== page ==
Even worse is an appraiser licensed in GA but lives in Missouri and travels in an RV to do mass appraisal inspections all over the entire state. How is that Possible and allowed? So a couple of questions here. Was the first Appraiser experienced in the area? What about the second Appraiser? What was the role of the Lender and AMC in all of this after a complaint was made? Did anyone release any information as to the issues that have been presented? I ask because I have had AMCs call me asking to quickly do an appraisal on a home. After all, the lender and borrower/owner weren’t happy with the first one. Side note: that request was for a home in Athens, GA, where I do not appraise or know the area. Shame.

One Last Point. Since these allegations and claims have come about, Appraisers are on edge. More so when they hear that HUD is calling appraisers that had had a complaint filed against them and immediately ask for a Monetary settlement before any investigation was conducted. This has happened in every case so far. One of my AGA members had a complaint filed against them for bias, and HUD immediately asked for a $100,0000 settlement before conducting an investigation. How does this solve anything? Aren’t we in the USA where you are innocent before proven guilty? This alone has made many appraisers stop taking work in certain areas, and they have that right. This narrative also has potential trainees and current ones not wanting to advance any further.

Creating a new federal agency is not going to solve the problems. Its only going to make it worse as did HVCC and Dodd-Frank. (Side note: If this bill passes, it may lead to the greatest mass exodus of a profession we have ever seen before) The problems of the past are the problems we need to fix before we go any further. Start by speaking to actual real estate appraisers and not these entities that have interests in memberships, education, and answer to their members who have a stake in the game. Speak to the actual appraisers who on the front lines, do the work and are actually independent appraisers.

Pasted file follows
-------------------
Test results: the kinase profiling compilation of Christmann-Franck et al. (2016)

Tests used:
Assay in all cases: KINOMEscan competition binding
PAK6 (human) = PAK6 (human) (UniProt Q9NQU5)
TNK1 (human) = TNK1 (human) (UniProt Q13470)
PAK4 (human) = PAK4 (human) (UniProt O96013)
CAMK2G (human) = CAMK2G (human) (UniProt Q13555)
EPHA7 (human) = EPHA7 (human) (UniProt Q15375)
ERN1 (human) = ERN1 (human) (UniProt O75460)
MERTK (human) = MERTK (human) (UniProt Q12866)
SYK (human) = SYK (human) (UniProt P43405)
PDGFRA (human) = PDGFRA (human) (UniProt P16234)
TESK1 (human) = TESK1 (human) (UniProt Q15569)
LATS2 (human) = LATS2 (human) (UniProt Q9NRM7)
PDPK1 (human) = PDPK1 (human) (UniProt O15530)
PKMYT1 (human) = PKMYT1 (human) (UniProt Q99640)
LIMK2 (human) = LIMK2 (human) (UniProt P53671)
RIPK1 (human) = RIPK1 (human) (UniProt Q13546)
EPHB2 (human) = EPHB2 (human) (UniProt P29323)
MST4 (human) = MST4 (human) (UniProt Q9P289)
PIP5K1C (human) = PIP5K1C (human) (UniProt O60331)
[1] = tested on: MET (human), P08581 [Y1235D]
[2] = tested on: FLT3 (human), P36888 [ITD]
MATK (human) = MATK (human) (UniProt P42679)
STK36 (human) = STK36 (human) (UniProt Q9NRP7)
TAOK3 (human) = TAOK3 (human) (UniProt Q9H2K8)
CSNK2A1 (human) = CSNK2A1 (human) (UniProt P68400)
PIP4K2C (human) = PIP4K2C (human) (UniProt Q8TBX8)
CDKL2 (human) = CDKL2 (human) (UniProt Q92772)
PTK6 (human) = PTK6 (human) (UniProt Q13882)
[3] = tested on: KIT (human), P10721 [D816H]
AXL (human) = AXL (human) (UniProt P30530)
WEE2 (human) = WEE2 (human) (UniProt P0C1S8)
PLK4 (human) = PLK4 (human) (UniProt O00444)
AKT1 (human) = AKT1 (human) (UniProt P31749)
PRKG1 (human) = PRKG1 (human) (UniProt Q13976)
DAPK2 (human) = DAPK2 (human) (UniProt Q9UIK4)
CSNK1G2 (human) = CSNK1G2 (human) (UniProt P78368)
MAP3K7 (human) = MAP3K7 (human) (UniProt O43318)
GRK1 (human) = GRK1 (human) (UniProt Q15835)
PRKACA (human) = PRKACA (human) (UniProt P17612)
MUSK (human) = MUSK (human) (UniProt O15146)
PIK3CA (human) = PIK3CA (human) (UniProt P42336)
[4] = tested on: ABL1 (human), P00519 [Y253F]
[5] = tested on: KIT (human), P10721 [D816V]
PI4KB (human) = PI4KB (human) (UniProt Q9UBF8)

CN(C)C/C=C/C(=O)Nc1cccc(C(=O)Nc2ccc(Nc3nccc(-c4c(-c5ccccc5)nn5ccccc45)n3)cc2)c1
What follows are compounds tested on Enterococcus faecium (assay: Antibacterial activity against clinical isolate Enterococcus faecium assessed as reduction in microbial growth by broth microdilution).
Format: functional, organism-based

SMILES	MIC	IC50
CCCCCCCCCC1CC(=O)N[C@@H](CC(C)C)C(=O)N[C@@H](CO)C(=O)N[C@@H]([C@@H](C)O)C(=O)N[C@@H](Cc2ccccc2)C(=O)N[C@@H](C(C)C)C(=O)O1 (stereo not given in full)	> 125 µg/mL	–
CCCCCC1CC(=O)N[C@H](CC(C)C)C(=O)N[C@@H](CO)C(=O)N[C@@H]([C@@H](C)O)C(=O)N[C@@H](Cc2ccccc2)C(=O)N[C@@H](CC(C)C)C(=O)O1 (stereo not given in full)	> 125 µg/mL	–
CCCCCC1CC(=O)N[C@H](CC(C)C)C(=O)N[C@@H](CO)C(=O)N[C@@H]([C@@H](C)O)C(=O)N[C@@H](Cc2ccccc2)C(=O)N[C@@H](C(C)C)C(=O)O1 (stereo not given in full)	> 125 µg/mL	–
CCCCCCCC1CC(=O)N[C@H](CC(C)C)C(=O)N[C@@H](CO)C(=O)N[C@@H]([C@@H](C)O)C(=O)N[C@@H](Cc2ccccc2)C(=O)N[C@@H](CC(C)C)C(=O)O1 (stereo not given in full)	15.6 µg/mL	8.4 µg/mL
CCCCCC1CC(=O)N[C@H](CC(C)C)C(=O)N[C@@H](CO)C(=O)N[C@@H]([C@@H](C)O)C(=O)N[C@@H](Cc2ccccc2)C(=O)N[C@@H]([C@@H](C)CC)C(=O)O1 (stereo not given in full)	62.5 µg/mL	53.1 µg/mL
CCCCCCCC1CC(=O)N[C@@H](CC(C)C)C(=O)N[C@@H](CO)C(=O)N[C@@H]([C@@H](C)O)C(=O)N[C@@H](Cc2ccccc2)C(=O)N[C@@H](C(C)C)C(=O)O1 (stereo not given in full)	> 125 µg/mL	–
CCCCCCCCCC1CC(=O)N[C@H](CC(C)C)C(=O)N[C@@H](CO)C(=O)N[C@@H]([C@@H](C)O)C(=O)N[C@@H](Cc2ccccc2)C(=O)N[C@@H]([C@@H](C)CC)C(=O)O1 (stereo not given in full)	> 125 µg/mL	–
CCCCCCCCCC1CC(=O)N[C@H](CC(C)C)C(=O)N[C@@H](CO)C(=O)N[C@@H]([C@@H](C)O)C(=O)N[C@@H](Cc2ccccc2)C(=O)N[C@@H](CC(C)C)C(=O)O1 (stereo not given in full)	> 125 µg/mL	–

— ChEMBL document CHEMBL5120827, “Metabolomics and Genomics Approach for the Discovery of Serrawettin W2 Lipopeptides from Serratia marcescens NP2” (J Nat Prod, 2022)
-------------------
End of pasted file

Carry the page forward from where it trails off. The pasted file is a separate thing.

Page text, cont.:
So as you can see, there are many things not being told to Congress, The House, and more. In addition, there are many other minor issues here. However, those can be presented later, such as the requirements to become an appraiser, the barriers actual appraisers face, and the liabilities we as appraisers face.

I hope you read through all of this and will reach out for a meeting in person or by phone. I am available to provide examples and more on these abovementioned points. i want to help this profession as I am a huge advocate for it and fairness.

Lastly, I write a blog, and some of this information was taken from them. My information comes from my experience, my group of 4000 independent appraisers, and my role as President of the AGA. However, I am attaching a couple here that will better illustrate the issues actual Real Estate Appraisers face today. Please see below.

Thank you for your time, and I hope we can work together to improve the appraisal profession, share information and help our fellow Atlanta and GA consumers.